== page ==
Pastor Edwert Jeffers ‘burdened’ by Israeli-Hamas War’s impact on the church

Pastor Edwert “Ed” Jeffers pays tribute to Alleyne DeRoche at her funeral on Feb. 24 at Faith Apostolic Church on Pacific Avenue in Crown Heights, Brooklyn.
Photo by Nelson A. King

Though his usual response to requests for his views on the Israeli-Hamas War is “no comment,” Brooklyn Pastor Edwert “Ed” Jeffers said, he, however, has found himself “burdened by the reality that this war has impacted the church.”

“Our congregants are having regular discussions, even arguments, concerning the reports that are coming out of that fighting,” Jeffers, the Vincentian-born pastor at Bethany Deliverance Church, an evangelical church on Rogers Avenue in Crown Heights, Brooklyn, told Caribbean Life exclusively on Saturday.

“Our members have very strong opinions for or against the two parties involved in the fighting,” he added. “As pastors and leaders, we often must remind our members that the answers are usually found in the word of God (the Bible).”

Pastor Jeffers noted what he described as some basic facts surrounding the conflict: “Hamas has committed horrendous acts of violence against defenseless Israeli civilians and has even taken many hostages; Israel has responded by declaring war on Hamas and has vowed to wipe out Hamas from existence; too many lives are being lost; the war needs to end; one thing we have all agreed on is that no one has the right to attack innocent people indiscriminately, regardless of our belief system.”

In response to where does his church stand on the conflict in Gaza, he said, “as a pastor, I do not have a church; no one owns the church.

“The church is the body of Jesus Christ our Lord,” he said. “He is our head, and we follow His teachings, as laid out in His word (the holy Bible).”

Being guided by Christ’s teachings, Pastor Jeffers said he does not have “a personal opinion outside of what the Bible has instructed us to follow.

“Allow me to remind the body of Christ (the church) that we cannot be distracted by the many voices and opinions of the world,” he added.

Pastor Jeffers said the “wise man,” Solomon, in the book of Proverbs, reminds us that “there is a way which seemeth right unto a man, but the end thereof are the ways of death.”

He said if there was ever a time when this statement was factual, “it is now.”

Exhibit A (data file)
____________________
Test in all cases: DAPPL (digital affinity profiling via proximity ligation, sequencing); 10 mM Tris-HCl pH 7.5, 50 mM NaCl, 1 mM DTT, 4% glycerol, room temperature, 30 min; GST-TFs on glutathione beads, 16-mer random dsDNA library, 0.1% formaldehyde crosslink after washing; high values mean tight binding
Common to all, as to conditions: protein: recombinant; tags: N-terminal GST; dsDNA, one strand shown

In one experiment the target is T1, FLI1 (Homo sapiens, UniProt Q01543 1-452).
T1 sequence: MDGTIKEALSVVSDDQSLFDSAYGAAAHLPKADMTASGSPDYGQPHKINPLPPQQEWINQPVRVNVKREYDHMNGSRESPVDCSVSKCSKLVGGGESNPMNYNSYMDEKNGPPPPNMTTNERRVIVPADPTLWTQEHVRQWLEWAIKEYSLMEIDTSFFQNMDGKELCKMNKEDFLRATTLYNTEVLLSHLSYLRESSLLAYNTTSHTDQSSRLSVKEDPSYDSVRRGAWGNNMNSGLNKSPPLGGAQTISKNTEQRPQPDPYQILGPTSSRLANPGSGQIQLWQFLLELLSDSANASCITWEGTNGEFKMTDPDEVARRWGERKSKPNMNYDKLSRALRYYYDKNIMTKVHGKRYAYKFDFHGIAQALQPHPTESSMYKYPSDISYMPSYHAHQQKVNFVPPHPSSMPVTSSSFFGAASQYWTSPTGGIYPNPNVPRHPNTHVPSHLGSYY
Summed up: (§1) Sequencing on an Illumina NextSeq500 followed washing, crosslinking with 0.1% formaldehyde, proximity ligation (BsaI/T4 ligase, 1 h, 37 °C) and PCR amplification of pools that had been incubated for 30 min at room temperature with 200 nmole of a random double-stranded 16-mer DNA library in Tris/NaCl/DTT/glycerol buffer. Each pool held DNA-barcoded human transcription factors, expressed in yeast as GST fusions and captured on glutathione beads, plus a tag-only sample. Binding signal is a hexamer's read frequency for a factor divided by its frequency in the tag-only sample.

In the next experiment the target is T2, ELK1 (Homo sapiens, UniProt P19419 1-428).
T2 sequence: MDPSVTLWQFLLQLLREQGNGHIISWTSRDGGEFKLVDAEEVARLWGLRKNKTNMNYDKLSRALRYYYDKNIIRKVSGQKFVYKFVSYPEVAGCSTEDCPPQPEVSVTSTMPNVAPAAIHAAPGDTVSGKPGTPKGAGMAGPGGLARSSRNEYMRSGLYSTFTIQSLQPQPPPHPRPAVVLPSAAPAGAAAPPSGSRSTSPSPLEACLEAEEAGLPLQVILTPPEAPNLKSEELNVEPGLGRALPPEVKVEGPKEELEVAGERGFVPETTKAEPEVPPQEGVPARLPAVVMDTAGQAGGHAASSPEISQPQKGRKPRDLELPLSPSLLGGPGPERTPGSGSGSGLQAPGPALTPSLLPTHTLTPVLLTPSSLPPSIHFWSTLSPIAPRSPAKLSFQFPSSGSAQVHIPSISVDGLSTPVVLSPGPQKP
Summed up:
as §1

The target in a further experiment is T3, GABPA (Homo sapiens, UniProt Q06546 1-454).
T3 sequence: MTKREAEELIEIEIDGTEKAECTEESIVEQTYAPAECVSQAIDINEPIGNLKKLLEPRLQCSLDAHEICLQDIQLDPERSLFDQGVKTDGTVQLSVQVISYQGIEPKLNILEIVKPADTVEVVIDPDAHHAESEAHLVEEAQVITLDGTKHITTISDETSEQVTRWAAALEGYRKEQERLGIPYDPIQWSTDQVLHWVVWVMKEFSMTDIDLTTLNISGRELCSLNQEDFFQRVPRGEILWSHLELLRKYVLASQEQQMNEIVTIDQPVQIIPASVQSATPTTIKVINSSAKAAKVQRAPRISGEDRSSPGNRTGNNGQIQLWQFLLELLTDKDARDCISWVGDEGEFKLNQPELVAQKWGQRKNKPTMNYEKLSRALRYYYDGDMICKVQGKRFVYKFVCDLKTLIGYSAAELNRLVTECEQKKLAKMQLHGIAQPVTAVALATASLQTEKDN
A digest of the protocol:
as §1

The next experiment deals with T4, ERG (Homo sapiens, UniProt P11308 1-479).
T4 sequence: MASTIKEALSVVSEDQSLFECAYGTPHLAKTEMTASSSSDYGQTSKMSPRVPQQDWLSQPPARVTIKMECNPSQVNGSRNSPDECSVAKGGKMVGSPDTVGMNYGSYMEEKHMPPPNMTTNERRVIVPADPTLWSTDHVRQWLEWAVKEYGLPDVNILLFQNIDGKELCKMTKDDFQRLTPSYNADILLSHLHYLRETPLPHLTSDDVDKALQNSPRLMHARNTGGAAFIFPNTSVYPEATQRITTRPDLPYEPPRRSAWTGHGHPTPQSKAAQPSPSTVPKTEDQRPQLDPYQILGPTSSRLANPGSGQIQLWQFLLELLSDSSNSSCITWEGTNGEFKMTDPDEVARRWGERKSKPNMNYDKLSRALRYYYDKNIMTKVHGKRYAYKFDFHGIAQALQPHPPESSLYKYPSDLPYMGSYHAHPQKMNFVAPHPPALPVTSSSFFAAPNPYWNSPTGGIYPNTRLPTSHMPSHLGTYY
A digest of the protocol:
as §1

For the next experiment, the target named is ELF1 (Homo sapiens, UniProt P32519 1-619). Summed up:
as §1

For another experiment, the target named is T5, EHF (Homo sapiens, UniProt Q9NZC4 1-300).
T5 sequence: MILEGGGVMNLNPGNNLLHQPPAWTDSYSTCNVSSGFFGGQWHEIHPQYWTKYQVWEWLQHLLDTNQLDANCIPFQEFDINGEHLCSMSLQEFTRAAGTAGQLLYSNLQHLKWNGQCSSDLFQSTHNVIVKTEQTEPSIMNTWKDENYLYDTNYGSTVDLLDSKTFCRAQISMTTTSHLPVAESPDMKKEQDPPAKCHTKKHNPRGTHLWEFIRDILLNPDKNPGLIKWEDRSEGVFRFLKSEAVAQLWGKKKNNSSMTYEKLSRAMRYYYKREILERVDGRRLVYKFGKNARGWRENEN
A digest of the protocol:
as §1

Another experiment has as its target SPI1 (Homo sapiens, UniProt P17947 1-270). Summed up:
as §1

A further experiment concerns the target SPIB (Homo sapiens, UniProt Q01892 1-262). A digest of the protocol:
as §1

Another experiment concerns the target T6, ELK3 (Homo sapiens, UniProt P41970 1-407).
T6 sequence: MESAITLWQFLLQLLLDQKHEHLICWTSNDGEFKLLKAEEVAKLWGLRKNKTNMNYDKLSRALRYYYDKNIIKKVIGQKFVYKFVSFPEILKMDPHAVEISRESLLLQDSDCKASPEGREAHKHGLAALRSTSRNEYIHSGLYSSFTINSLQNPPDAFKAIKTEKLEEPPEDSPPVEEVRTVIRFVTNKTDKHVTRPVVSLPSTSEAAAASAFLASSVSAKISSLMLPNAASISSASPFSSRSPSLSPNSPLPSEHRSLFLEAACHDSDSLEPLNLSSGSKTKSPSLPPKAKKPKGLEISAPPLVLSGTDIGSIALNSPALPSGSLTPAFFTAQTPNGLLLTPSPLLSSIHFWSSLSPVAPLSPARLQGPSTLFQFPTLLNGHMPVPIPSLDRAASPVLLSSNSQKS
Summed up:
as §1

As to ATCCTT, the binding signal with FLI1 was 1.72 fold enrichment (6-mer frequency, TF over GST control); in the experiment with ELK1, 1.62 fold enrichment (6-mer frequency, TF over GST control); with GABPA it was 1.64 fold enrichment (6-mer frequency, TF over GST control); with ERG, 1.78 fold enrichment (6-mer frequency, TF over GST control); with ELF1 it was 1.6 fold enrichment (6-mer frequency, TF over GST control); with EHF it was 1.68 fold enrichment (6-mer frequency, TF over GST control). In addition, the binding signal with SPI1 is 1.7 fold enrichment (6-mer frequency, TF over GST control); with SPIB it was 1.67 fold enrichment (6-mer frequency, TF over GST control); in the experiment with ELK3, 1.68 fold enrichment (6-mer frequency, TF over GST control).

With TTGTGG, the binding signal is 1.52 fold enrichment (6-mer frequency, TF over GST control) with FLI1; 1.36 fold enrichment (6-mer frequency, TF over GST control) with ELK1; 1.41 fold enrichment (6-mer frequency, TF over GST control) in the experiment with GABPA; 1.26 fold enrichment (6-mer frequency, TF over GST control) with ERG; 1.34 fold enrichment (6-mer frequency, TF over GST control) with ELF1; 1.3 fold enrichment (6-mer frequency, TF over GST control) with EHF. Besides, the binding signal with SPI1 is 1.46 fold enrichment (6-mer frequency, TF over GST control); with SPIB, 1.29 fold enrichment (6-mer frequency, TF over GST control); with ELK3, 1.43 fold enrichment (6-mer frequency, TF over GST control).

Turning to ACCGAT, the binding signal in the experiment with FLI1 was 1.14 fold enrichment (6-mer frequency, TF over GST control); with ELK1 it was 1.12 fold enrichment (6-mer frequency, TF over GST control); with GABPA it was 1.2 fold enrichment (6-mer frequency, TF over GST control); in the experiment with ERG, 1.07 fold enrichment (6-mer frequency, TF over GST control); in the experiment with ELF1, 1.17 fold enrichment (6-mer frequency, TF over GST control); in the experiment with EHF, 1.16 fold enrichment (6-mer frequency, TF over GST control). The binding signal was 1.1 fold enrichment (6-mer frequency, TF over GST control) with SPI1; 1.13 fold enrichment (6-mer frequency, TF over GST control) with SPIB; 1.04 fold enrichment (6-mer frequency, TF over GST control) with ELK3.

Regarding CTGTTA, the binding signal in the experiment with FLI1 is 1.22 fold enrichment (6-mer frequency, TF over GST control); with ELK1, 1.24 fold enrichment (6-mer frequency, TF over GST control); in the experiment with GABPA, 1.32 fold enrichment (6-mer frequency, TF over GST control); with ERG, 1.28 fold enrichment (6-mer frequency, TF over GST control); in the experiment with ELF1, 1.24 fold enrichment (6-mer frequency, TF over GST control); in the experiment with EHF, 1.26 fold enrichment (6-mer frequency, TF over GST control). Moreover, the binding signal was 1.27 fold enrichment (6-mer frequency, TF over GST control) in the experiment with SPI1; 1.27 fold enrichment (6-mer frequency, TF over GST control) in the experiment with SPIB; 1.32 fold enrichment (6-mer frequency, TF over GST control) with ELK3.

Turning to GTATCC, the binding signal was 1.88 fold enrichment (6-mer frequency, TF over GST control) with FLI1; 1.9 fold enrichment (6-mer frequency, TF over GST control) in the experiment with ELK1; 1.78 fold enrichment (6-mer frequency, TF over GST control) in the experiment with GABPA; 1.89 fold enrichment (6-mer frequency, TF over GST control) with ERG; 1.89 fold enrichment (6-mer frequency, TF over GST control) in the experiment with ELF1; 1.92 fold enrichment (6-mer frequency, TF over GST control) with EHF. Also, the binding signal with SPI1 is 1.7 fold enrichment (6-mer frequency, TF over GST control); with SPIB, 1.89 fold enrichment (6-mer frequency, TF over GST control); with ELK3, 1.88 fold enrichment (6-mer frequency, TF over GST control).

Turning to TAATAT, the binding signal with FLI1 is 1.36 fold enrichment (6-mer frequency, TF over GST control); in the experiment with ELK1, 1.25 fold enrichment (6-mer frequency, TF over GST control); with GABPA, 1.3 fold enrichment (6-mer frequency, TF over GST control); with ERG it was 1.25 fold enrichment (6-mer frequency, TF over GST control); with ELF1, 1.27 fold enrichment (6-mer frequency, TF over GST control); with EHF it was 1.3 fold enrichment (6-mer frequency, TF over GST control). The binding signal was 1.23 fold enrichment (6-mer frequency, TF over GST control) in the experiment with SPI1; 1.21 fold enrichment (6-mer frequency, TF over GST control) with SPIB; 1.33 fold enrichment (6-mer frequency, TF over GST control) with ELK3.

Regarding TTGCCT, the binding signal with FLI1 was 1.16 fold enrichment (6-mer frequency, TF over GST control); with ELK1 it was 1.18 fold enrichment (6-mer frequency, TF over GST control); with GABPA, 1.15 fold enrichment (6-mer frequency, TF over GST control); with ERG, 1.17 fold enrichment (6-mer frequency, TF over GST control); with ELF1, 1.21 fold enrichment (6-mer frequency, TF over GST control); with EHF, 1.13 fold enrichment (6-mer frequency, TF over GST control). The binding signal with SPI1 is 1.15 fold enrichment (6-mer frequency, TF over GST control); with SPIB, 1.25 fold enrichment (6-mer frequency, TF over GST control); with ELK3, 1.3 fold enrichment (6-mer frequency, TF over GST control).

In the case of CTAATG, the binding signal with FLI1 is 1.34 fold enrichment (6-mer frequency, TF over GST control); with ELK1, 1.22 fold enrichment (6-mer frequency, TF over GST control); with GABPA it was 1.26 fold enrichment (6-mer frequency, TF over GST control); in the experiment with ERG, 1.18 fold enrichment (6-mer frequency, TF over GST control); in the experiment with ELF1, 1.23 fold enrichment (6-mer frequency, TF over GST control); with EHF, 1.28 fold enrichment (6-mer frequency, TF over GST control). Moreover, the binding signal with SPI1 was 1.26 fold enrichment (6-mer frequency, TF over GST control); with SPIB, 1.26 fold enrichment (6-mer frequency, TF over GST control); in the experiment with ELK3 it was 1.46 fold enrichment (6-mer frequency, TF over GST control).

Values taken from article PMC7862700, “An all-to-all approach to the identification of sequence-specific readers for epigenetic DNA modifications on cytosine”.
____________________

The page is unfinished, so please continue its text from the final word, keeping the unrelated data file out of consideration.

Pastor Jeffers also pointed to Isaiah 53:6: “All we like sheep have gone astray; we have turned everyone to his way, and the Lord hath laid on him the iniquity of us all.”

“Thanks be to God, who has given us His son, our Lord, and Savior Jesus Christ, to point us back to the true and living way,” he said.

By stating in John 14:6 that, “I am the way, the truth, and the life: no man cometh unto the Father but by me,” Pastor Jeffers said the Lord tries to redirect His people to follow His examples.”

In the words of the familiar Sermon on the Mount, in Matthew 5, he said the Lord sat His disciples down and taught them, among other things: “Blessed are the merciful for they shall obtain mercy; blessed are the peacemakers for they shall be called the children of God; blessed are ye, when men shall revile you, and persecute you, and shall say all manner of evil against you falsely, for my sake; blessed are they which are persecuted for righteousness sake for theirs is the Kingdom of Heaven.”

Jeffers said the Lord did not make empty statements; “He demonstrated by proofing to His disciples.”

“His trial, death, burial and resurrection prove that He practiced what He preached,” he said.

In a subtle reference to the Israeli-Hamas conflict, Pastor Jeffers referred to Isaiah 59, stating: “No one calls for justice; no one pleads a case with integrity. They rely on empty arguments; they utter lies; they conceive trouble and give birth to evil. Their deeds are evil, and acts of violence are in their hands.

“Their feet rush into sin; they are swift to shed innocent blood,” he added. “They pursue evil schemes; acts of violence mark their ways. The way of peace they do not know; there is no justice in their paths. They have turned them into crooked roads; no one who walks along them will know peace.”

So, Pastor Jeffers said “justice is far from us, and righteousness does not reach us. We look for light, but all is darkness; for brightness, but we walk in deep shadows.”

He said justice is “driven back, and righteousness stands at a distance; truth has stumbled in the streets, honesty cannot enter.

“Truth is nowhere to be found,” Pastor Jeffers added. “And whoever shuns evil becomes prey. The Lord looked and was displeased that there was no justice.”